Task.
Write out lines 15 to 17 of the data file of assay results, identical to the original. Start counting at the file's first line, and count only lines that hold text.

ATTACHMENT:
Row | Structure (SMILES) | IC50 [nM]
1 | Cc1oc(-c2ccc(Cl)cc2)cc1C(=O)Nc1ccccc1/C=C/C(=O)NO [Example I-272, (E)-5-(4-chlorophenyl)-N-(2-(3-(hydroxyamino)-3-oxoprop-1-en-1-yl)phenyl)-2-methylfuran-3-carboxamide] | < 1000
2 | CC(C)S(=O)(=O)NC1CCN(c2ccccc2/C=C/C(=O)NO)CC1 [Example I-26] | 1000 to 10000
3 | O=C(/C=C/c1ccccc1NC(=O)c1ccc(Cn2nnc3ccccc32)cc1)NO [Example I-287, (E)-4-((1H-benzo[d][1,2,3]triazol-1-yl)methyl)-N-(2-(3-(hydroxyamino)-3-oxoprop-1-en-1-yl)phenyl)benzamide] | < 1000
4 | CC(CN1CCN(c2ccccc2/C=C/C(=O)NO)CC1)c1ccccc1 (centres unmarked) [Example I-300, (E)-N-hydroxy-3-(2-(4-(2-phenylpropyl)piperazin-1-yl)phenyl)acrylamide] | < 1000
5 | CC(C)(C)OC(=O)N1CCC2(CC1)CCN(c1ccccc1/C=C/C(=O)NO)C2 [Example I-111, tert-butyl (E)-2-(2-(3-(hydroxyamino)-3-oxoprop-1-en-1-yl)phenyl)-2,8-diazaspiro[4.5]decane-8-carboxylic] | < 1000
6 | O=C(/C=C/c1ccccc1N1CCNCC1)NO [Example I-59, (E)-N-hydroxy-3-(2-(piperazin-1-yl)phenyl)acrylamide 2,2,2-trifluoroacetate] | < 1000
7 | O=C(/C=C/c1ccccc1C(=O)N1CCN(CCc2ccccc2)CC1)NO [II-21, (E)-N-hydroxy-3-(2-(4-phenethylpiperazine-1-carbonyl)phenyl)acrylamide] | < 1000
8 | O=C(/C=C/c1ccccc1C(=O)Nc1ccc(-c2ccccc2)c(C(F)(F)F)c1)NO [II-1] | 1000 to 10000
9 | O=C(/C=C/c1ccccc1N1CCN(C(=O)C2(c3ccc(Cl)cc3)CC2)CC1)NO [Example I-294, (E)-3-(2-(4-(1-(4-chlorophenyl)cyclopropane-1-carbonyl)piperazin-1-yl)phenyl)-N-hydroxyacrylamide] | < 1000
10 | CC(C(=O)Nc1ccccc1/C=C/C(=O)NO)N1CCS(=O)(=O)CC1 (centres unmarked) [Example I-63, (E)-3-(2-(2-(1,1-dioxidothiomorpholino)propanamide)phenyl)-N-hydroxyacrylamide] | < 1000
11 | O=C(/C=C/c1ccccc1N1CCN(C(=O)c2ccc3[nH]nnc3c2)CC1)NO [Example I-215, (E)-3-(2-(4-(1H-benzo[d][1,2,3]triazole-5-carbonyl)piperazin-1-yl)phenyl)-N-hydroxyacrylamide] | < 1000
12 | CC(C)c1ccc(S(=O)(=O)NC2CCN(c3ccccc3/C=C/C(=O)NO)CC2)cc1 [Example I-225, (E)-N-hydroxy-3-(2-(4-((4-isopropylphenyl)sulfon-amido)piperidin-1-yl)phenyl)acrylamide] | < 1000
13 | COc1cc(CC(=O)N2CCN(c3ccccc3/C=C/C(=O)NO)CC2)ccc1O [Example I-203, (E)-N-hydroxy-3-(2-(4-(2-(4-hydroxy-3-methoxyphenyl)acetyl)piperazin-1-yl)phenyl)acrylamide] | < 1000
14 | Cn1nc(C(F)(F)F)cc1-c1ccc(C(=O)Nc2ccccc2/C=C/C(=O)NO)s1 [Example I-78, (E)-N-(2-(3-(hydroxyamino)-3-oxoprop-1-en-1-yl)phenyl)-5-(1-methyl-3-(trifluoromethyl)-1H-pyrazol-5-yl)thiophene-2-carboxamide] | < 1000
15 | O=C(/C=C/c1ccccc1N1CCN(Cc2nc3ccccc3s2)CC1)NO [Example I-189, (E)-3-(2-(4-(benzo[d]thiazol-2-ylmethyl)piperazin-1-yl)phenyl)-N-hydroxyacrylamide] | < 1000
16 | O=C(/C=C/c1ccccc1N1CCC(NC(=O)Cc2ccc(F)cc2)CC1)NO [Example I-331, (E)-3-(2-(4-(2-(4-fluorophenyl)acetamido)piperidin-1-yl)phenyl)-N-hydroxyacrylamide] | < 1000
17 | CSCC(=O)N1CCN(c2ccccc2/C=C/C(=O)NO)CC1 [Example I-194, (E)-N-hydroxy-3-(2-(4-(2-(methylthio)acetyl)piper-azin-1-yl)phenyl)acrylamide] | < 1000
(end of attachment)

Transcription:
14 | Cn1nc(C(F)(F)F)cc1-c1ccc(C(=O)Nc2ccccc2/C=C/C(=O)NO)s1 [Example I-78, (E)-N-(2-(3-(hydroxyamino)-3-oxoprop-1-en-1-yl)phenyl)-5-(1-methyl-3-(trifluoromethyl)-1H-pyrazol-5-yl)thiophene-2-carboxamide] | < 1000
15 | O=C(/C=C/c1ccccc1N1CCN(Cc2nc3ccccc3s2)CC1)NO [Example I-189, (E)-3-(2-(4-(benzo[d]thiazol-2-ylmethyl)piperazin-1-yl)phenyl)-N-hydroxyacrylamide] | < 1000
16 | O=C(/C=C/c1ccccc1N1CCC(NC(=O)Cc2ccc(F)cc2)CC1)NO [Example I-331, (E)-3-(2-(4-(2-(4-fluorophenyl)acetamido)piperidin-1-yl)phenyl)-N-hydroxyacrylamide] | < 1000